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My dad has just been told he has pancreatic cancer and has an appointment in 2 weeks at the specialist centre for an EUS and has been told that they might do a biopsy as well. I guess this will tell us how advanced the cancer is and if it is operable. Can anyone tell me how long on average it takes to get the results or if we will be told at the time.

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Hi there,

Sorry about your Dad's diagnosis. Guessing you're in a whirlwind of emotions and research. Our situation might not be typical, but our consultant gave us results 3 days after the EUS biopsy. Mum had a stent fitted to sort her jaundice via endoscopy and a brushing of the place were the tumour was narrowing the bile duct was taken at the same time. That kind of tissue sampling (think it's called brush cytology) is only 30% likely to be conclusive (it wasn't in our case) so later she had another ultrasound guided endoscopy where they did a fine needle biopsy (FNA) of the actual tumour. That's the one we got back after 3 days.

The best advice I can give is to ring the nurses on the support line. Between them they have contacts at most specialist centres in the UK and will have dealt with enough queries to let you know what's an average wait. Beyond that push, push, push for updates if you think feet are being dragged. Don't be scared of asking the hospital switchboard for the consultants secretary and badgering more or less gently depending on how it goes.

If your dad has been losing lots of weight and having an upset stomach I also recommend asking your docs to prescribe Creon. The stent (if that's what you mean by EUS) will sort out bile flow and resolve jaundice, pale stools, dark pee, but his stomach probs may well be down to ducts for pancreatic enzymes also being compressed in his pancreas. Those enzymes are needed to digest fats. That's what the Creon is. Replacement Enzymes. Something else to discuss with the Nurses. Some docs are reticent to prescribe them, but they shouldn't be. They're not toxic (no known overdose level) and for most folk make an immediate difference to food absorption and helping with related stomach probs and weight loss.

If that's not relevant then please just ignore. If you are interested in my Mum's diagnostic journey you can find it here - http://forum.pancreaticcancer.org.uk/viewtopic.php?f=9&t=1137. She got the initial PC diagnosis in mid August, needle biopsy 3rd September and started Chemo on the 26th September. Her's is a 2.5cm tumour in the tail of the pancreas with some vein and arterial involvement, but no spread, so if we're lucky she might still have a crack at surgery.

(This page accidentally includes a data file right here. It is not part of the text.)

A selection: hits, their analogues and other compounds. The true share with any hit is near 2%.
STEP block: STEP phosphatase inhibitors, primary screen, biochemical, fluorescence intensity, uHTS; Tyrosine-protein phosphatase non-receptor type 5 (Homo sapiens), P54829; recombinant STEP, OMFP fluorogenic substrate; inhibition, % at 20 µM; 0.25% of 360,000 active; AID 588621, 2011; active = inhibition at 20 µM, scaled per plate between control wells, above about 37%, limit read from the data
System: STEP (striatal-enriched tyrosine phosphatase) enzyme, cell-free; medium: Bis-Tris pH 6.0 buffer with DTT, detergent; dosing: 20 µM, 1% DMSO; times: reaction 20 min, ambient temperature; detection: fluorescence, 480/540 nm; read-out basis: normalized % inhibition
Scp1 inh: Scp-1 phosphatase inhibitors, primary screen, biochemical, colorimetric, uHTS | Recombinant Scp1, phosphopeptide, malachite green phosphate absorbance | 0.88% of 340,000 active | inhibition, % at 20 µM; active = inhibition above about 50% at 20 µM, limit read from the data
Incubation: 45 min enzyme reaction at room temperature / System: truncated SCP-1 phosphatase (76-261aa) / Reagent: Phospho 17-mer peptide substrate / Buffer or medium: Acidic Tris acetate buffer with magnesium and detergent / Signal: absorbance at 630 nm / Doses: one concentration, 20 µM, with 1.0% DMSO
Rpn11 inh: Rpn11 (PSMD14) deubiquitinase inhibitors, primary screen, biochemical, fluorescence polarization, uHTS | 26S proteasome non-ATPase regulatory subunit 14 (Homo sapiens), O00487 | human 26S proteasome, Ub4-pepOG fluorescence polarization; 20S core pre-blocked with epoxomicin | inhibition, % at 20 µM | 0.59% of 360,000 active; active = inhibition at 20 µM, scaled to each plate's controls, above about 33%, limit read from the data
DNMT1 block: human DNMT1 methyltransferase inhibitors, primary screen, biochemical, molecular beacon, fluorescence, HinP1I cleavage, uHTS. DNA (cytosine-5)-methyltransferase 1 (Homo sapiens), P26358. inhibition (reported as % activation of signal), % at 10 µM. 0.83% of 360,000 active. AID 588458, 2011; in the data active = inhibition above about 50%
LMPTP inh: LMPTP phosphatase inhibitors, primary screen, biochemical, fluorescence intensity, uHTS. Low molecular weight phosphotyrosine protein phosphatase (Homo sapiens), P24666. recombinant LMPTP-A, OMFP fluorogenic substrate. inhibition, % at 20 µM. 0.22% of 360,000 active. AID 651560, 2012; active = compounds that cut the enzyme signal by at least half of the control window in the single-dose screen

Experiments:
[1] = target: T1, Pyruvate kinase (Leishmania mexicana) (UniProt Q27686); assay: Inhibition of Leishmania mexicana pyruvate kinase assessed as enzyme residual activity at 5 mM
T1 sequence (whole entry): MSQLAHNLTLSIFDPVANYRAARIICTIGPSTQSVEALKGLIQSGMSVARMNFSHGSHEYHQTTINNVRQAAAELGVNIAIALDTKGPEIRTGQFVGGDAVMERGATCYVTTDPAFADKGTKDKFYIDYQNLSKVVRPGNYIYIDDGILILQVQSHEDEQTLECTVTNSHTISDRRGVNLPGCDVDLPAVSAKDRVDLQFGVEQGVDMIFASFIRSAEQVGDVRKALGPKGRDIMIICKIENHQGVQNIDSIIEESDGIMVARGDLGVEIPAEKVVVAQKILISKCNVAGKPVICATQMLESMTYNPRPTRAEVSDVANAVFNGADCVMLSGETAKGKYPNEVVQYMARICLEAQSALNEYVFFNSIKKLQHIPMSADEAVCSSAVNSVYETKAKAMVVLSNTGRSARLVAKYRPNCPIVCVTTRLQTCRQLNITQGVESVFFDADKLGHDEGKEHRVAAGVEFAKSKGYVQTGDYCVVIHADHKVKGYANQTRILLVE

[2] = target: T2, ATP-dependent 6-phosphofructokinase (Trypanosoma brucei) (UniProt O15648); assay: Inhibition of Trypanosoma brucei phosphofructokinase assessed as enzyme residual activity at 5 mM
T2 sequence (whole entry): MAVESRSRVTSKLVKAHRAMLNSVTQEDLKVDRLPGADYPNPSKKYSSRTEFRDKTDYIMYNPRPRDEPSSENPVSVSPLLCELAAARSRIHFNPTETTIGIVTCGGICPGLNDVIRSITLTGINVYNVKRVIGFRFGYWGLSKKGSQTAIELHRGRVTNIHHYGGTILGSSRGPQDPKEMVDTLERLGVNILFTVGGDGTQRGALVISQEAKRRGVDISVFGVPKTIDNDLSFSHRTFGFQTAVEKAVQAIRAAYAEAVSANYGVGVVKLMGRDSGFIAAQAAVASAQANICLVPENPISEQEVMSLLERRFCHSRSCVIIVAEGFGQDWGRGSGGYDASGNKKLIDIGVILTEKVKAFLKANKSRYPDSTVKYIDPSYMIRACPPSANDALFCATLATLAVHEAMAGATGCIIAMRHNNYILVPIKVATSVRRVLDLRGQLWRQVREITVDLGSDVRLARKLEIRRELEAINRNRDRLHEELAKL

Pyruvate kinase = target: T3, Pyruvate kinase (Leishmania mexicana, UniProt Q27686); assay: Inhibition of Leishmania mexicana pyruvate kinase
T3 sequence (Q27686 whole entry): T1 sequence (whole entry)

More generally take care of yourself, post any questions you have and ring the nurses. There's a massive weight of patient and carer experience and you should get quick replies.



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Thanks for your reply. I was on the phone to my dad just now and read it out to him so he has a better idea.

He had a stent fitted about 10 days ago at the local hospital which is improving his jaundice and he is eating better but he thought that the creon might help. The main reason I wanted to know is because the doctor said that he might be able to have an operation he is telling everyone that he is having an operation despite the macmillan nurses telling him not to rely on it too much as if it isn't possible he will have a big let down. He also phoned up the macmillan nurses and the doctor at the hospital as 'he is meant to be having an operation at the specialist centre and has already had an endoscopy.' I have managed to explain the difference between the endoscopy and the ultrasound he has had and the eus he is booked to have and thanks to you the timescale for the results as he wanted to take a hospital bag up in case they kept him in to do the operation. I didn't think I could face the hour and a half journey each way if he wasn't prepared for still not having the whole information and maybe no operation date

Thanks for replying so quick

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It takes a few days for the biopsy to be reported but it isn't always easy to diagnose. I had 2 EUS's together with brushings at the time of the stent all of which were indeterminate.

It is the CT scan which is more important when deciding whether or not surgery is an option.

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